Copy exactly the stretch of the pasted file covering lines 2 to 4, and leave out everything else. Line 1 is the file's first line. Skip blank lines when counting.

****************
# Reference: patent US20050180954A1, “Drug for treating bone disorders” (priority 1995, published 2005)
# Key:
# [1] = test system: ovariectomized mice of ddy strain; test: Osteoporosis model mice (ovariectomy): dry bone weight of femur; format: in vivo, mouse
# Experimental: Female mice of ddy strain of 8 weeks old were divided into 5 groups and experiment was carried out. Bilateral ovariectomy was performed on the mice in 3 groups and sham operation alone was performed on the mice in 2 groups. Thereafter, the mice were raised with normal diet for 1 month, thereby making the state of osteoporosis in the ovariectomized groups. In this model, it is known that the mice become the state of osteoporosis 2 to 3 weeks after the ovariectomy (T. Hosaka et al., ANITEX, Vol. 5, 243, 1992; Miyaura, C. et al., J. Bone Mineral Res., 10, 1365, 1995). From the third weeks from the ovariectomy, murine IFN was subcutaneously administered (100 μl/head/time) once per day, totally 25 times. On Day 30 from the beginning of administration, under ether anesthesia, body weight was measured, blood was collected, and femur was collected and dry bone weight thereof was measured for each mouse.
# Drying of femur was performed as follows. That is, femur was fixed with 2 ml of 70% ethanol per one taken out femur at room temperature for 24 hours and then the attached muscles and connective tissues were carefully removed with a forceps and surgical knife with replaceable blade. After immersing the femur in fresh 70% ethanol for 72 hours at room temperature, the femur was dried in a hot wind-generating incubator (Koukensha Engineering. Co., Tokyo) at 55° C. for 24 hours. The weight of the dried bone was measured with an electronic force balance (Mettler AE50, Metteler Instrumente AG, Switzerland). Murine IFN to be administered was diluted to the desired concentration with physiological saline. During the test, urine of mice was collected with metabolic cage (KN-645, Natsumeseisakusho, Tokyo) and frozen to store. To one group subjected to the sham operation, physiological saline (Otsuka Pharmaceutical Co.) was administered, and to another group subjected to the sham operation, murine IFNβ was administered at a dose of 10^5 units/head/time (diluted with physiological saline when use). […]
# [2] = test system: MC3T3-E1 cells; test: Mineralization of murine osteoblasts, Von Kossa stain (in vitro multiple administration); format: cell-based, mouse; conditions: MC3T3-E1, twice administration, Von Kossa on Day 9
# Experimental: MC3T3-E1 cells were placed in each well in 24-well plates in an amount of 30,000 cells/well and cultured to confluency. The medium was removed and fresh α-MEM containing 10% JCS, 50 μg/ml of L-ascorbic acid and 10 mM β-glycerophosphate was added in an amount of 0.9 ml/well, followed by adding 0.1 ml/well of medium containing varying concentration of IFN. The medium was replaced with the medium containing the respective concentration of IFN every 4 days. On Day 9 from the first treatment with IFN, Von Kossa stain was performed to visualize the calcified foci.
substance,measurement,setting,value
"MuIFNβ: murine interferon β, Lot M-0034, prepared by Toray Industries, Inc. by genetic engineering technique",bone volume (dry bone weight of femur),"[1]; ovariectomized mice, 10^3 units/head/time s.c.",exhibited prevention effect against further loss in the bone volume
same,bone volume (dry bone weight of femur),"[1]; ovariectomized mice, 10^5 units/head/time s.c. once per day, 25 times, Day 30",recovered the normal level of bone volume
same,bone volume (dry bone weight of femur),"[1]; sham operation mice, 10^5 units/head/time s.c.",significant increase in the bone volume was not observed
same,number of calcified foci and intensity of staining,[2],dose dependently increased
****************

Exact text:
# Key:
# [1] = test system: ovariectomized mice of ddy strain; test: Osteoporosis model mice (ovariectomy): dry bone weight of femur; format: in vivo, mouse
# Experimental: Female mice of ddy strain of 8 weeks old were divided into 5 groups and experiment was carried out. Bilateral ovariectomy was performed on the mice in 3 groups and sham operation alone was performed on the mice in 2 groups. Thereafter, the mice were raised with normal diet for 1 month, thereby making the state of osteoporosis in the ovariectomized groups. In this model, it is known that the mice become the state of osteoporosis 2 to 3 weeks after the ovariectomy (T. Hosaka et al., ANITEX, Vol. 5, 243, 1992; Miyaura, C. et al., J. Bone Mineral Res., 10, 1365, 1995). From the third weeks from the ovariectomy, murine IFN was subcutaneously administered (100 μl/head/time) once per day, totally 25 times. On Day 30 from the beginning of administration, under ether anesthesia, body weight was measured, blood was collected, and femur was collected and dry bone weight thereof was measured for each mouse.